Burlington, VT (PRWEB) April 19, 2012
With warming temperatures, melted snow and sunnier days, those excuses for not getting outside are wearing thin. For runners that used the winter weather as an excuse to retire their shoes for the season, it’s time to hit the road once again, but getting back into the running groove doesn’t always happen as quickly or easily as you would like it to. The following tips from the running experts at RunVermont help make the transition back into regular running safer, easier and more enjoyable this spring.
RunVermont is a not-for-profit business that offers a variety of competitive and educational programs for adults and children, including the KeyBank Vermont City Marathon and Relay taking place on May 27 this year.
Check your shoes.
One of the first steps of getting back into running is to check your running shoes. For those that haven’t been running over the winter, putting on your old running shoes can actually be detrimental to your body. With time, the cushioning breaks down, stiffens and hardens, and your shoes will no longer provide the support your body needs. Those who run regularly should aim to replace their shoes every 300-500 miles, or about every six months. Running outside also expedites the wear and tear on your shoes compared to running on the treadmill. Your old sneakers don’t need to go right to the trash and can still be saved for shorter runs during messy conditions.
When you start running again, it is important to realize that you have had a layoff from running, even if you’ve stayed active throughout the winter. Your first run should be an evaluation – stay relatively close to home on a familiar route, remember to do plenty of stretching before and after your run, and don’t be afraid to walk, stop, or take it slow. Your body needs to adapt to running again and picking up where you left off isn’t going to be immediate, even if you left off at the marathon finish line.
If you are transitioning from running indoors on a treadmill to running outside, it’s going to feel more difficult and can be especially hard on your knees. Plan your route to avoid intense and numerous uphills or downhills when first starting out again. If your body is unaccustomed to it, running at a steep decline can cause micro tears in your quads, and your knees will stiffen up. Try to balance the uphills and downhills, or pick a relatively flat route to begin.
Dress the part.
Spring can be a tricky time of year for choosing the appropriate apparel thanks to the unexpected rain, wind and sun that can lurk around each turn. Layering is always important, with a wicking fabric as your first layer to draw moisture off your skin. As weather can change drastically during the course of a run, research what conditions you should expect. If you are going out for a longer run, you may want to test what you are wearing before you begin.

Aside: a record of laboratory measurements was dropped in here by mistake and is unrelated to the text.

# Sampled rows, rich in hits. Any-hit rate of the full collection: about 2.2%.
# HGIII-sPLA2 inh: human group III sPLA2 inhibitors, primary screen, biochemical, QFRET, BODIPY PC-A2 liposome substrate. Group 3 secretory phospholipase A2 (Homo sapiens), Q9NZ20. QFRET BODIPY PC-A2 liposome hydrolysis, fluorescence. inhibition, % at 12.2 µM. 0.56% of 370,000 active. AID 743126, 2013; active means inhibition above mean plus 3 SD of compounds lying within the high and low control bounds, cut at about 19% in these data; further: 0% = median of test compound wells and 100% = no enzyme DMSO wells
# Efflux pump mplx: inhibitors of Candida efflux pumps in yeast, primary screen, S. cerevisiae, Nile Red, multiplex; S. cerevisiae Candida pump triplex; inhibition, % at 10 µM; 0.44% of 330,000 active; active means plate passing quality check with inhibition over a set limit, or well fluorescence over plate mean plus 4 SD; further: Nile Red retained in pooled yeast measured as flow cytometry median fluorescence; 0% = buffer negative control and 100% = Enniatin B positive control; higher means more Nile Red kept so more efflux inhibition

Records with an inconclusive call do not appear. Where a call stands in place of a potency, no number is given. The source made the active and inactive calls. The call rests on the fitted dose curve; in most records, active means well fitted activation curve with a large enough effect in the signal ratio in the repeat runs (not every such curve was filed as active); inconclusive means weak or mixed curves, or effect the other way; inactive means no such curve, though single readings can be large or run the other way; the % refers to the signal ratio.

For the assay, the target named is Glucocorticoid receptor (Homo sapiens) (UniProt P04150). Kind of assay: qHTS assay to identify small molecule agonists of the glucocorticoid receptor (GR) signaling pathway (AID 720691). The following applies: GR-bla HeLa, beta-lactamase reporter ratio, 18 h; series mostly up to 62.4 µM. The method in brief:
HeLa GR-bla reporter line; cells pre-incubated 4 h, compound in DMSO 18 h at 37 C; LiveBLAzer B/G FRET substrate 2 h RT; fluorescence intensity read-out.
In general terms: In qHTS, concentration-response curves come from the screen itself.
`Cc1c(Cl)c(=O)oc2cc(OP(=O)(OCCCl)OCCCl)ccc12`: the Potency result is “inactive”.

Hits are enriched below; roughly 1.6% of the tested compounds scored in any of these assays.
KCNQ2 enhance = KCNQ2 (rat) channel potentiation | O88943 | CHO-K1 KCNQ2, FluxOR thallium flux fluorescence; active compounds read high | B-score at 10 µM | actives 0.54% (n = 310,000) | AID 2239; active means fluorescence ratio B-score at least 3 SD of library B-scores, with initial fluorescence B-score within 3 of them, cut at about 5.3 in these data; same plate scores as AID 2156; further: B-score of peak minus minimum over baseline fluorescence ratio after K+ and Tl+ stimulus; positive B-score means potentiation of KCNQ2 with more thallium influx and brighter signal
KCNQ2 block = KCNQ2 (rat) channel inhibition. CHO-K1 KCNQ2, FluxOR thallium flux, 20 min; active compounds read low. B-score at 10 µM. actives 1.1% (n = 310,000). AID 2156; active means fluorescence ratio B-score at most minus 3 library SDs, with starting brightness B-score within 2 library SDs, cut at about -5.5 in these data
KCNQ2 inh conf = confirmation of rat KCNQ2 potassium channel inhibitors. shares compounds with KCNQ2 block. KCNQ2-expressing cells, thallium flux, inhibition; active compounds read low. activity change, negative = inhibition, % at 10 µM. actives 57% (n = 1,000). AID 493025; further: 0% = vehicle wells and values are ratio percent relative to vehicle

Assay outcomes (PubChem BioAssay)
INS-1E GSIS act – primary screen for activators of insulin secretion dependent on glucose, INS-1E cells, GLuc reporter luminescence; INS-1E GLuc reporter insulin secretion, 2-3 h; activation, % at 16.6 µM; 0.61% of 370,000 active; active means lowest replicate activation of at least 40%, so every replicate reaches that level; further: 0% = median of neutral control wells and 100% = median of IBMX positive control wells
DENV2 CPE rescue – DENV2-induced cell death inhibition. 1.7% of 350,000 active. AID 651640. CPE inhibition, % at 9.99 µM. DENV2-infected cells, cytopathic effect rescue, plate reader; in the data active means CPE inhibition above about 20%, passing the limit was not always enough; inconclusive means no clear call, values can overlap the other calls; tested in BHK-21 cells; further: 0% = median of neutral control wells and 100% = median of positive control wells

A good rule of thumb is to dress for 15-20 degrees warmer than it actually is, since your body temperature will rise throughout your run. It’s easy to overheat as the weather warms because although we still feel the chill in the air, your body will heat up much faster than it did during the winter. Feeling a little chilly before you begin your run is a good sign you’re not overdressed. It’s important to remember that you are still at risk for hypothermia on cooler or rainy days, so a thin pair of gloves, thin hat and vest are all good pieces to layer with. Look for layers that can easily be tied around your waist once you begin to warm up.
As you begin exercising again, it’s common to start sweating more than you were, especially as the weather warms up. It is important to hydrate both before and after running, as well as having the option to hydrate during your run to prevent dehydration. Even if you wouldn’t normally bring a drink for a six to eight mile run, it’s recommended to bring a hand bottle or a few dollars to stop for a drink along the way.
Establish a goal.
Having a goal is crucial to getting back into your running routine. Picking a race to train for or joining a relay team is a great way to get motivated. Whether it is a 5K, 10K or even a marathon in your future, make a running calendar to help plan these goals and stay on track. It is important to give yourself enough time to train so you don’t feel rushed, but not to plan too far ahead so you lose sight of what you’re working towards. Many larger race events, like the KeyBank Vermont City Marathon, offer a relay option that is great for those who have not participated in a competition before. Plus, being part of a team will give you running partners and the drive to get moving!
For more information about RunVermont and the KeyBank Vermont City Marathon, please visit http://www.runvermont.org.